T.O. says he'll likely miss preseason opener

Updated: August 8, 2006, 12:02 PM ET
Associated Press

OXNARD, Calif. -- Terrell Owens said Monday his nagging hamstring injury likely will keep him out of the Dallas Cowboys' preseason opener Saturday night in Seattle.

Dallas Bad-boys?
Freddie Mitchell
Mitchell

The Cowboys added one discarded, controversial former Eagles receiver earlier this offseason. Faced with injuries on the wide receiver depth chart, they brought a second to camp over the weekend.

Veteran wideout Freddie Mitchell, who did not play last season, tried out for the Cowboys on Sunday.

Mitchell, a friend and former teammate of Terrell Owens in Philadelphia, was given a tryout at Mitchell's request, but the Cowboys are not expected to sign him in the near future, a source told the Fort Worth Star-Telegram.

However, according to the paper, the Cowboys did not rule out reuniting T.O. and Mitchell, who made waves by thanking his "hands for being so great" during the Eagles' Super Bowl run in 2004.

Mitchell, who has drawn more attention for his mouth than his play, was released by the Eagles after that season. He signed with the Chiefs in 2005, but was slowed by a knee injury and was released.

"I would say so," he said. "I'm not 100 percent, so I really wouldn't risk it. That's just not being smart."

Owens sat out his fifth and sixth practices Monday morning because of soreness that set in Wednesday. He said he can't give a timetable for when he expects to return, but noted that "September is when I'm needed."

An MRI taken Saturday showed no damage, but Owens isn't taking any chances.

He's having his healing-inducing hyperbaric oxygen chamber shipped from Dallas to his training camp hotel room. He's also going beyond the team's training and medical staff, flying in folks from Atlanta. One of his doctors examined him last week and several more of his team of specialists are on their way.

"I just got to go with the people I'm comfortable with," said Owens, who has never before had a hamstring injury. "Not to discredit the training staff here, but I know my body and how it responds to the treatment that they give me and what's best for me."

Owens said many of the people he's turning to are the same ones who helped him recover from a severe leg and ankle injury far sooner than anyone expected, enabling him to play for the Philadelphia Eagles in the February 2005 Super Bowl.

"So I feel very confident that I'll be ready for the season," Owens said. "I want to be on the field. Right now, I can't push it. I'm not going to push it. I'm going to be smart about it. Just talking to some of my friends, their trainers said take your time because this can become a nagging injury."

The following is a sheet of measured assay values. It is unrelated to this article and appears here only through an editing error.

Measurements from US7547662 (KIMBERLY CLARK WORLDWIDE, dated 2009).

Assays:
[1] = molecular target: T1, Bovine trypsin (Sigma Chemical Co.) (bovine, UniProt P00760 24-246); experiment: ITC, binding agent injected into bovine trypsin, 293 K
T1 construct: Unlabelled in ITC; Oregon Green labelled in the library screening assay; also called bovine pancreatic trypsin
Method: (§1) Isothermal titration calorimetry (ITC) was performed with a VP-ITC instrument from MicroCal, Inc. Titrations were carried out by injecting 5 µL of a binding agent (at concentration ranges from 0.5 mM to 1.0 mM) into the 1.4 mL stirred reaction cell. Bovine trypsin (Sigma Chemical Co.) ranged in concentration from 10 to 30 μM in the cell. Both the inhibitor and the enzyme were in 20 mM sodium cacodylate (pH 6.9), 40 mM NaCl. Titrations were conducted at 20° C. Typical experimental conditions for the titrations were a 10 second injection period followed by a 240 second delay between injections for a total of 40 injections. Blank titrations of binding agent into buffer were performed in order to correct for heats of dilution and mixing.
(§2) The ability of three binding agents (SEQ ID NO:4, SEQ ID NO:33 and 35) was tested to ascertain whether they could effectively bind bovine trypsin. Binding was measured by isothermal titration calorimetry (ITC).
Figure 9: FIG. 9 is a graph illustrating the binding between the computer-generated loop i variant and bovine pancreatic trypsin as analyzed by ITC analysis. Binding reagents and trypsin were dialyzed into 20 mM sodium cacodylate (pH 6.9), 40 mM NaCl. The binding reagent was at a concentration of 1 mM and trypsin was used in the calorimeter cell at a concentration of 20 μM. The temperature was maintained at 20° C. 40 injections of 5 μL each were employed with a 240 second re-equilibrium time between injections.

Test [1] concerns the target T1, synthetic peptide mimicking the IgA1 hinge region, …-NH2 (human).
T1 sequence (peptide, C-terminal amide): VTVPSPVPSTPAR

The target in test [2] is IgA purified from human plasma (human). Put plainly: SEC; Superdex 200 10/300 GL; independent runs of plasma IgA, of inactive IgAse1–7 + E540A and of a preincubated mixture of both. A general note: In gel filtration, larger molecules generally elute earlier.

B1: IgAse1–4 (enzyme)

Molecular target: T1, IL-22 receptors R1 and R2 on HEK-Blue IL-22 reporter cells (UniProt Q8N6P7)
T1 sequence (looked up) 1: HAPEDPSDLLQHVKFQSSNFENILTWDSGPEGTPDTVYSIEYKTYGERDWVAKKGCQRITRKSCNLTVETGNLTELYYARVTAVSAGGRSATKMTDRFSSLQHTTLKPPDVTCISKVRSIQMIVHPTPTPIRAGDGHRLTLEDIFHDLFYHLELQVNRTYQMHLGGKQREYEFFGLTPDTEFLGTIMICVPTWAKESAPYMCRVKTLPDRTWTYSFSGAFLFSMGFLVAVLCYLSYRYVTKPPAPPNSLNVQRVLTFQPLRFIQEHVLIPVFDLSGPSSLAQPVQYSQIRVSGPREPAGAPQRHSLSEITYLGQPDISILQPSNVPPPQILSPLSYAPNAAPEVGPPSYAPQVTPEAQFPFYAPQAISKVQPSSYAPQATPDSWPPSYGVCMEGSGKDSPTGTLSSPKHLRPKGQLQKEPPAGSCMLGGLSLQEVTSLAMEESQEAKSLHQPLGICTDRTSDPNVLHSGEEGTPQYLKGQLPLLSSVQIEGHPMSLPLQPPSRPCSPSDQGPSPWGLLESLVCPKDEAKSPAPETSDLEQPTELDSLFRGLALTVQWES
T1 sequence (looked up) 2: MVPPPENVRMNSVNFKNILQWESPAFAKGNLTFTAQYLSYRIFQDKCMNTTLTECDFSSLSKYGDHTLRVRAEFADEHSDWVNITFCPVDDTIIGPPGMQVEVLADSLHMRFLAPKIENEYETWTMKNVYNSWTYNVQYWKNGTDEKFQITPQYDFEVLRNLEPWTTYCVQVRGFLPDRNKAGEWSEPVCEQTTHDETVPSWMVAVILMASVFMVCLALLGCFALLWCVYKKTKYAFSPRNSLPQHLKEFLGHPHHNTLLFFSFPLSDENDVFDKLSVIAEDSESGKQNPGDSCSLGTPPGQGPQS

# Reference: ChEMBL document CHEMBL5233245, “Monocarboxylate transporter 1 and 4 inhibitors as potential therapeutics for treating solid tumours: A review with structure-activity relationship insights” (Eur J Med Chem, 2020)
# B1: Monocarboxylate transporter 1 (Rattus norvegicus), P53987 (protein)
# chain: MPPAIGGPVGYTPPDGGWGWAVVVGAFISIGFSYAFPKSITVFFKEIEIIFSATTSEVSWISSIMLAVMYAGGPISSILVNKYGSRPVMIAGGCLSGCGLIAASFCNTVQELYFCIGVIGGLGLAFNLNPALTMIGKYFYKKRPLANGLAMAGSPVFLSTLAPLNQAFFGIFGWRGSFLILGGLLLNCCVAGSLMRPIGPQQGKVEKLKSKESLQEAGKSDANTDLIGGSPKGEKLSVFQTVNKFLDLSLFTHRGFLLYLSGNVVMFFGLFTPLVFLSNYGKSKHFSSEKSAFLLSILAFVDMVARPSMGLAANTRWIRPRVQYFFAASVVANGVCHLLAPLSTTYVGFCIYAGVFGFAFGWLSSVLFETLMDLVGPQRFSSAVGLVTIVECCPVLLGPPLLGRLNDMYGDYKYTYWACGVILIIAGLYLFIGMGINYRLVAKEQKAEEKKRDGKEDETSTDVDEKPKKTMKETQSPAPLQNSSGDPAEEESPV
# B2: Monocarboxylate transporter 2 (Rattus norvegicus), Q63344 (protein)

Team vice president Stephen Jones said the organization is OK with Owens bringing in his own medical staff.

"We've had that going on for 15 years, where guys have certain guys that they like to have work on them," Jones said. "That's certainly nothing new for us. It's all part of the business."

Owens said the Cowboys knew he brought in someone else last week, but he didn't know if they knew about the next wave of helpers.

"I have to do what's best for me regardless of what anybody thinks," Owens said. "These are the guys I'm very comfortable with. I'm very confident in the things that they bring to the table and their knowledge of my body because they've been with me for awhile. My health is the most important thing, despite what anybody else thinks."

Jones said he's not questioning Owens' aches despite a negative MRI.

"You've got to trust a veteran player to know his body and to know what he needs to do to prepare himself," Jones said. "You certainly have to respect something like that from a guy who has been as successful as he has."

T.O.'s status report may have come as news to coach Bill Parcells, who said "I don't know" in response to most questions about Owens' health during his daily news briefing.

"I know everything I need to know," he said. "Well, there's nothing more to know. Maybe not knowing exactly is all I'm capable of knowing at this point."

Parcells said all his information about his new star receiver's health has come through the trainer.

"I haven't spoken with Terrell about it," Parcells said. "At some point, I will if I have to."

Parcells said that's how he always deals with injuries, even with players he's known for a long time.

During both practices Monday, Owens rode a stationary bicycle -- along with fellow starting receiver Terry Glenn, who missed Monday's practices with blisters on his feet -- and did some exercises with team strength and conditioning staffers.

"Riding this bike every day I feel like Lance Armstrong or Floyd Landis," Owens said. The reference to the disgraced Landis drew some laughs, even from Owens, prompting him to add: "Everything's legal."

After team workouts, Owens went to catch balls shot from a machine. Following the morning session, he started far away from the machine and took a step closer after every ball. He did the same drill on his knees, too.

The Cowboys already were concerned about their depth at receiver, with question marks after third-stringer Patrick Crayton. On Sunday, they worked out Freddie Mitchell, Owens' friend and a former Philadelphia teammate.

Dallas also made a roster move Monday, dropping fourth-string quarterback Jeff Mroz and replacing him with Matt Baker, a rookie from North Carolina who was released last week by Houston. Undrafted rookie linebacker Kai Parham also was released.

Also Monday, linebacker Rocky Boiman fractured his right thumb during the afternoon workout.


Copyright 2006 by The Associated Press